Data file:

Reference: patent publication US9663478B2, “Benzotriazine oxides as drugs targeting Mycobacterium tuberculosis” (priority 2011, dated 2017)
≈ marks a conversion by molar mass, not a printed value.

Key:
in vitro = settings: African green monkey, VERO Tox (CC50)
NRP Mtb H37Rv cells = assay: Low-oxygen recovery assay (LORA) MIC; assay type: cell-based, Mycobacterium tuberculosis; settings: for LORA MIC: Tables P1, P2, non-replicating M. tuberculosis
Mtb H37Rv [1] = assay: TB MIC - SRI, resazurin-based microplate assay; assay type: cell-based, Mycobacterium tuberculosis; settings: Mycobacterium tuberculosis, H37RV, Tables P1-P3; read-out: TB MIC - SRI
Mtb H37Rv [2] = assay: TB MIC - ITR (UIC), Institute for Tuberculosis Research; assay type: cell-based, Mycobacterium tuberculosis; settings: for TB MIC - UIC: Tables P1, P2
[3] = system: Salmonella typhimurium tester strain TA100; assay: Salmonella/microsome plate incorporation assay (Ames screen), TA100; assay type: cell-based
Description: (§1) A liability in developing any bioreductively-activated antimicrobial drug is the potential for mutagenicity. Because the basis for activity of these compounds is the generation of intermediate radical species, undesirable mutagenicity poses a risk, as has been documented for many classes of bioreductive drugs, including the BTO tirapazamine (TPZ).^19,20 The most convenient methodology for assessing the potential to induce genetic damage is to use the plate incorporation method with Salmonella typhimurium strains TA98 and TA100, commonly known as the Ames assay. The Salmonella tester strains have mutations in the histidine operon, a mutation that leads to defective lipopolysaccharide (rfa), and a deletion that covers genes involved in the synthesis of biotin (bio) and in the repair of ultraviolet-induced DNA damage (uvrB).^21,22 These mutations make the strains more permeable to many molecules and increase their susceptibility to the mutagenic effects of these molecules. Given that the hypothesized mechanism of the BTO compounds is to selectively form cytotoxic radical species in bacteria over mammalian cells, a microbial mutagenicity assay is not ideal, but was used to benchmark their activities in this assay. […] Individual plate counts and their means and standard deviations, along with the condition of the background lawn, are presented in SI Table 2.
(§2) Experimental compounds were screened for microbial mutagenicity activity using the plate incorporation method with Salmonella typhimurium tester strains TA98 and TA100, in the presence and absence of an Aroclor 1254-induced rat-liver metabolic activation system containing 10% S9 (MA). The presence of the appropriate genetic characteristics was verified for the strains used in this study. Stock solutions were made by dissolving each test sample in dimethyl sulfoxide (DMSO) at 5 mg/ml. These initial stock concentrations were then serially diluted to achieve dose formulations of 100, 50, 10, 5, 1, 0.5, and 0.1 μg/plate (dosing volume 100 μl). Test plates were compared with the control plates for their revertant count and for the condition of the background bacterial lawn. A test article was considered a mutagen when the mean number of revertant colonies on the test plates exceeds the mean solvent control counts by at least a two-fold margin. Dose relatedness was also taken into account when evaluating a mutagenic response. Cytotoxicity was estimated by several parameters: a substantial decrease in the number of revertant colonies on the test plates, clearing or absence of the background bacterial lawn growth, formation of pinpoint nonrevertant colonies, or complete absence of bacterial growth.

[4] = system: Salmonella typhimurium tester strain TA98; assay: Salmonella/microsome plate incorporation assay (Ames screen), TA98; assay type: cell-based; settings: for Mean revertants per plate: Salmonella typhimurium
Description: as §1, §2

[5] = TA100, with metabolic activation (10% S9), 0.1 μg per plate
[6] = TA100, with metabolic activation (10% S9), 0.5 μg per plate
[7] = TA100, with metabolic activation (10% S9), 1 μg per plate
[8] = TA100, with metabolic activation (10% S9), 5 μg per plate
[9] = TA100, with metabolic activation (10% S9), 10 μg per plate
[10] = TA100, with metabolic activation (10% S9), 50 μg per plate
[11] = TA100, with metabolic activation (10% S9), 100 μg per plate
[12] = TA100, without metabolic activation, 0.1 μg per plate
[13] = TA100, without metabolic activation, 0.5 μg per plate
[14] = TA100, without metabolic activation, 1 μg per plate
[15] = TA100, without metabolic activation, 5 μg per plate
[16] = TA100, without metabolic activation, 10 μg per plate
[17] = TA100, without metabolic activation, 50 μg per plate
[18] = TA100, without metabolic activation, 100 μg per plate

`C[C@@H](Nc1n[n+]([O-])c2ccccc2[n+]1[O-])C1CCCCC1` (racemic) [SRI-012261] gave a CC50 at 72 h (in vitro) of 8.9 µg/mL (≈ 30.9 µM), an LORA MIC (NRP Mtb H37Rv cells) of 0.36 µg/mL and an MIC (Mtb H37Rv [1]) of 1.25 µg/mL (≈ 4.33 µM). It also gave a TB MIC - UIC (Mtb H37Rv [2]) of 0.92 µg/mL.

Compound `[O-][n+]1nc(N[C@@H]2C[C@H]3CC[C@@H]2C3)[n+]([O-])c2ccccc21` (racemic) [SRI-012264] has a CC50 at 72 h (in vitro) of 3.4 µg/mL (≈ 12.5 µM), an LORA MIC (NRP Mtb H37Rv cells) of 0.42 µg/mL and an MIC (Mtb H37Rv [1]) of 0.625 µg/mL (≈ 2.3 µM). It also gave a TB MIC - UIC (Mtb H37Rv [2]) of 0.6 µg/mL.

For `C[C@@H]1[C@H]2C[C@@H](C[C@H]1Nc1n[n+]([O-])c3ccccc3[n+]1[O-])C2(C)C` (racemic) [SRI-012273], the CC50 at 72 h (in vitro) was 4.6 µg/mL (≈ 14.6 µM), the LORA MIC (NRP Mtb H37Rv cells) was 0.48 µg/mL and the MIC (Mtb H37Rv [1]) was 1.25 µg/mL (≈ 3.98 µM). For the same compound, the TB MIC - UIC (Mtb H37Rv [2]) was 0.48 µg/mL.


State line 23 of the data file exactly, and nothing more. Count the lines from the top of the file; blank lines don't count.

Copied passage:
[15] = TA100, without metabolic activation, 5 μg per plate